Desmond Phillips Shooting: Why Haven’t We Talked About This?

Desmond Phillips, a 25-year-old black man, was shot and killed by Chico, California police. Let’s examine what led up to the shooting.

Police shooting and killing innocent people of color unfortunately seems to be the thing of the year. This coverage has spawned the Black Lives Matter movement and has resulted in protests all over the country.



After these cases are investigated, we usually see police officers let off the hook. In the Michael Brown case, the officer wasn’t even prosecuted. These cases are very difficult to judge because it is incredibly uncertain to be a police officer in that situation. However, systemic racism plays a definite role in many unnecessary arrests and shootings, and we need to recognize that.

Oftentimes, it really seems like it’s going to be impossible to justify the legitimate need for lethal force. Yet, the justice system will, more often than not, find a way to justify it.

Unfortunately, another such case has occurred; but has not been talked about too much. Desmond Phillips, a 25-year-old black man, was shot and killed by Chico, California police. Let’s examine what led up to the shooting.

Phillips Family Calls for Help

On March 17, 2017, Desmond Phillip’s father, David, called 911 for an ambulance because his mentally ill son was having an “episode.” Medics and firefighters arrived five minutes later and found Desmond dancing with headphones and sunglasses. They reported he was in a “trance-like state.”



According to David, his son had been like that for the past two hours. He added that his son suffered mental problems including post-traumatic stress disorder after being beaten by police in 2016 and being hospitalized for four days as a result.

When medics tried to escort Desmond out, he did become violent, so firefighters called 911. Minutes later, David Phillips called 911 too and requested police assistance. Police who had already arrived on the scene called in for back-up.

Police Use Lethal Force

Officers kicked open the front door to the home and used a Taser on Desmond, but this only subdued him for a brief moment. He got up and, according to officers, “advanced” with a knife in each hand. Officers fired 16 shots and struck Desmond 10 times. Desmond was killed.

Investigating officers found Desmond had a sharp splinter from the broken door jam in his right hand. Two kitchen knives were also found at the scene. Investigators concluded that lethal force was justified. Officers involved returned to full duty and were never prosecuted.

Phillips Family Sues for Wrongful Death

Desmond Phillips’ family sued the police department and filed a wrongful death claim. They sought damages in excess of $25,000 and are contending the police committed wrongful death, assault, negligence, and other violations.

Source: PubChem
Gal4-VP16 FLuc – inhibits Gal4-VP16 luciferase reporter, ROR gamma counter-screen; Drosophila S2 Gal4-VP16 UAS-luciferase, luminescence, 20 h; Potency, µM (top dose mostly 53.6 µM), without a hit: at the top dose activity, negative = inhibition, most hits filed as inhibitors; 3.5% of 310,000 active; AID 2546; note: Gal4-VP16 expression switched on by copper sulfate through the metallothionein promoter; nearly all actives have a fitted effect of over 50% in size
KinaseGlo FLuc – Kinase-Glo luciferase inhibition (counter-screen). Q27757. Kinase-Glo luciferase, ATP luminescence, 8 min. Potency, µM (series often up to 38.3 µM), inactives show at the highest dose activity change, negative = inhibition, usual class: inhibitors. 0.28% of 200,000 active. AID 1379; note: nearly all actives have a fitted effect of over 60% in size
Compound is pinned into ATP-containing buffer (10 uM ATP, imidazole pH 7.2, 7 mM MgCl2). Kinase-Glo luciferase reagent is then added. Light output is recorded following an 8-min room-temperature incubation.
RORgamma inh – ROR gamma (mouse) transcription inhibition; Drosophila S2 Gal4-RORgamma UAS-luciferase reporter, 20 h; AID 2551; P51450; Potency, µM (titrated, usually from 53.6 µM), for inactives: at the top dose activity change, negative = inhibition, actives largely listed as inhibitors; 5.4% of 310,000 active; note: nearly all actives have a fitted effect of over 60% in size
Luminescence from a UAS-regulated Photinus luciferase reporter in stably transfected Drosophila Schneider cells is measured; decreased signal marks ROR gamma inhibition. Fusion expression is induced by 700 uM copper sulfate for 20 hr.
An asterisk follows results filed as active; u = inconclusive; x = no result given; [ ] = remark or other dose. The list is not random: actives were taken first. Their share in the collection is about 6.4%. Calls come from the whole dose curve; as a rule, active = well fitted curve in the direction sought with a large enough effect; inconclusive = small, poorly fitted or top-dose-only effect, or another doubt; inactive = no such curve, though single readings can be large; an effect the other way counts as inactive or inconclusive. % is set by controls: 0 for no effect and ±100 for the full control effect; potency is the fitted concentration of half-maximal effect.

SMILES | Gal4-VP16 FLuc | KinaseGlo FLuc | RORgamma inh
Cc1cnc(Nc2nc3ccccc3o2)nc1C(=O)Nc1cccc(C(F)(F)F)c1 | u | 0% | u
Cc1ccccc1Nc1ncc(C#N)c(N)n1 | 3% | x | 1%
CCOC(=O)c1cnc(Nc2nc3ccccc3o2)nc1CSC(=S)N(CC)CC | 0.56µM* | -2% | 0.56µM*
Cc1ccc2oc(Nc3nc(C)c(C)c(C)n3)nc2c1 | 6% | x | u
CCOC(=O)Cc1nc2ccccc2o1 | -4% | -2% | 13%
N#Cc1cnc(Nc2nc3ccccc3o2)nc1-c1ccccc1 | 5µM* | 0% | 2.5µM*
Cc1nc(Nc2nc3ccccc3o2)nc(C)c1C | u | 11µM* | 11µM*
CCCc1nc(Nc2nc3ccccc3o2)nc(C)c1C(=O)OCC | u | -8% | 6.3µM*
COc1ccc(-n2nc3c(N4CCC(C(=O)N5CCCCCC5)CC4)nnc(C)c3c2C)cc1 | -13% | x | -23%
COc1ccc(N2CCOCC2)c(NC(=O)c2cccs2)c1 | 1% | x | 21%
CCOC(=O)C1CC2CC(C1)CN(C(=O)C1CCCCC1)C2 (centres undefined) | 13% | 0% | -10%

However, investigators concluded that lethal force was necessary; so the Phillips’ claim will not be able to go any farther at this time.

The family says racism was in play that day. They have called Desmond’s death a race-influenced murder. David Phillips says he was seeking help or medicine for his son and that police involvement to that extent was unnecessary. The family claims further that Desmond had been mentally ill for a long time but had never been a legitimate threat to anyone.

David Phillips feels that the police took it upon themselves to be the judge, the jury, and the executioner.

He continued: “Serve and protect. Not seek and destroy. And that’s what they did. They came to murder somebody and that’s what they did. It was murder. That’s all it was. It was hate. Anybody who shoots somebody that many times, how can you explain that?”

An Unfortunately Common Story

The Phillips family believes race played a factor, claiming that had Desmond been white, police would not have used lethal force.

When someone loses their life under any circumstances, a full investigation should be conducted so that all parties involved can get closure. However, it doesn’t feel like justice was carried out here. It seems very excessive that police felt the need to shoot Desmond 16 times, especially when all he had to defend himself was a knife.

Unfortunately, this is not an uncommon story. Police using excessive force in arrests of people of color has been reported for decades. Some of the most painful cases to swallow are the ones where there is legitimate video evidence showing that lethal force wasn’t necessary, and the cops choose to use it anyway (and get off the hook).

These cases often pick up attention at first, but then get swept under the rug eventually by both the media and the justice system; and the families of the victims are left with no answers, closure, or justice. The Phillips case hasn’t picked up as much media coverage as it potentially should have. Could this case’s lack of media coverage have a racial factor as well? It’s very likely.

If you feel the police should have or could have handled this situation better, check out this website and sign the petition to let your voice be heard.

Kate Harveston

Kate Harveston

Kate Harveston is a political writer with an interest in social justice and human rights. If you like her writing, you can follow her on Twitter or visit her blog, “Only Slightly Biased.”
Kate Harveston